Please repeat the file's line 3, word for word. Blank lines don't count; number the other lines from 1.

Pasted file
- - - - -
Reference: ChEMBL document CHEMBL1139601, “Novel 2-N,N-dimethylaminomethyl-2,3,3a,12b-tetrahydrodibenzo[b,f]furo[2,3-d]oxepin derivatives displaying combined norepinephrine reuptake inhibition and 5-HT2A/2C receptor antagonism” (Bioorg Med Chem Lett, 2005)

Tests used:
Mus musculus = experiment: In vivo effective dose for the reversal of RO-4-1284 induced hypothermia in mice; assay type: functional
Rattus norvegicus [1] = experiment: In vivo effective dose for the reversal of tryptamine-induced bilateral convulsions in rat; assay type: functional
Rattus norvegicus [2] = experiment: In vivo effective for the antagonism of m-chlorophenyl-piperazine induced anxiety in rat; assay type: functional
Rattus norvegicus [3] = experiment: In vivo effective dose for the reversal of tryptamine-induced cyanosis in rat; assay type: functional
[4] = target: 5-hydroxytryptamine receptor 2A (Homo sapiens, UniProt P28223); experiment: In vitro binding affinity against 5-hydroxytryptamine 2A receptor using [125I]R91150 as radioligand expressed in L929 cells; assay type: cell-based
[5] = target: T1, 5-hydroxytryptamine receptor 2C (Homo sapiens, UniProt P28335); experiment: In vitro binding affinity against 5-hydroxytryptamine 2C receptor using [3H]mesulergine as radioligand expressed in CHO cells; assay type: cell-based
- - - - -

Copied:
Mus musculus = experiment: In vivo effective dose for the reversal of RO-4-1284 induced hypothermia in mice; assay type: functional